I vividly remember a middle aged, white collar patron sipping a Victory Festbier in our early months and saying something like, “You guys ought to brew a Pilsner. You seem pretty good at these German beers, and I love a good Pils.” He and others like him, via their input, encouraged our restless brewer's investigations and essentially greenlit Prima Pils into existence with their enthusiastic guidance. They dared us to create so many compelling flavors in this industry that appreciated finer things when finer beer joints were few and far between.
We brewed a Belgian Tripel to scratch a more personal itch, and when the batch was drained in three weeks’ time, our audience had told us decisively that we had a winner. Mindful of their well-being, we would not permit more than two 12-oz. servings of Golden Monkey to any patron, which surely jump started the legend of “the monkey,” not to mention chants of “respect the monkey” at backyard barbeques and bonfires in the new residential neighborhoods all around Victory where no one was counting the servings enjoyed. Those who had been enlightened—or punished—by this strong and seductive brew in this manner have become devoted fans. I guess we kinda dared them too, huh?
Our investments in our home community have always been sincere and heartfelt, running the full gamut from watershed stewardship initiatives via our Headwaters Grant to sponsoring two candidates for Woman and Man of the Year with the Leukemia and Lymphoma Society. All of these charitable initiatives have fed the critical dialogue we enjoy with our customers in so many enriching ways. Like a sturdy stool standing on legs of quality, innovation, and charity, there’s no clear shot for a competitor to kick that base you built out from under your customer.
The strength of that model may factor more deeply into our home market strategy. We have three breweries with taprooms in Chester County, each about 18 miles apart from one another in a V form, Kennett Square being the base. That base is in a historic-yet-vibrant community, and likely the source of any mushrooms you have ever enjoyed. (Check the package—I'm confident.) Folks from that community were avid supporters of our operations in Downingtown since we opened, but the problem are those miles of twisting, horse-country roads which connect from point to point. Those guests deserved a Victory of their own, closer to home.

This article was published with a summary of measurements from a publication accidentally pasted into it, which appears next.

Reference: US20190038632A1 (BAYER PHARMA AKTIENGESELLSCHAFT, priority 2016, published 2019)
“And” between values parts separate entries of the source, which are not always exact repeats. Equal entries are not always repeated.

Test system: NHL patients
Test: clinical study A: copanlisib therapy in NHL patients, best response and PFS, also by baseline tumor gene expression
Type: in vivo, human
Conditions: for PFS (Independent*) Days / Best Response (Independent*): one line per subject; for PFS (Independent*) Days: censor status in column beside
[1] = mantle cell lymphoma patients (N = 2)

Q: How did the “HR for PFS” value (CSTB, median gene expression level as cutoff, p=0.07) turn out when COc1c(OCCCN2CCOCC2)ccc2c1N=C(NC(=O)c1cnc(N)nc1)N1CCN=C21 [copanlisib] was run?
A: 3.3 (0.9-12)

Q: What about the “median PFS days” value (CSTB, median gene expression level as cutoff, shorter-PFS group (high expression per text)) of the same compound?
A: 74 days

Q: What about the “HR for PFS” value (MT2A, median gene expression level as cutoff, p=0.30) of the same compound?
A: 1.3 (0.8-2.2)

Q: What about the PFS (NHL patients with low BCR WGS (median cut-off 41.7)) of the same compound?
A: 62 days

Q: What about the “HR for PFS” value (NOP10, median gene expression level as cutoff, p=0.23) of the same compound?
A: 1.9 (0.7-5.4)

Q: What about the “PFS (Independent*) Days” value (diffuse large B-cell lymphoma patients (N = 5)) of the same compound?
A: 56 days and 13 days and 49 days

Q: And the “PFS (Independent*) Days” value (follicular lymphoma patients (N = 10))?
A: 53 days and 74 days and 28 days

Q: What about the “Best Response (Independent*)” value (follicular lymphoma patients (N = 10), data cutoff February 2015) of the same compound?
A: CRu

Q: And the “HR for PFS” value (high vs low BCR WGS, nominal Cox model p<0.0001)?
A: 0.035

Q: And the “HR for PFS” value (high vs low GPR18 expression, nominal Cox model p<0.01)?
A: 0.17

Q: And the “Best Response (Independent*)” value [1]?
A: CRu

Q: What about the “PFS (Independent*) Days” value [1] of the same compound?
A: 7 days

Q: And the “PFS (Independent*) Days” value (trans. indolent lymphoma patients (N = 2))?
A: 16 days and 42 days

It took a progressively minded mushroom farming family venturing into real estate development on the side of town that needed the investment, away from some of our loyal accounts, to create our brand’s second home which opened in April of 2015. In the northwestern corner of the Victory Triangle sits Parkesburg, home to our large-scale brewery that began production in late 2013. Enthusiastic support from the township and access to the West Branch of our beloved Brandywine Creek made this location a near no-brainer. The investment of a 350-seat taproom was a risk we felt was worth taking on in a community that had so few social options with great beer. We even put in a hitching post, so as not to exclude any interested equine-inclined patrons, as the township we are situated in there boasts a plain sect (Amish and Mennonite) population of 20%.
With the Parkesburg taproom opening in November 2015, we had our chess pieces deployed as the castle walls of our brand locally. To date, only one other brewery has penetrated the Victory Triangle—we share Kennett Square with Kennett Brewing Company, which opened in June 2015. Is our defense of our Chester County house offensive? Maybe only to those who are offended by great beer close to their home—not our target audience.
Sadly, young, enterprising brewers venturing into ownership today can no longer receive Michael Jackson's wisdom firsthand as I did after first meeting him in 1997. But, the many who have asked me at festivals and beer dinners for guidance have walked away with my mantra—“Make yourself important at home. Those nearest your brewery decide your fate.”—ringing in their ears. I hope for everybody's sake that this is good advice.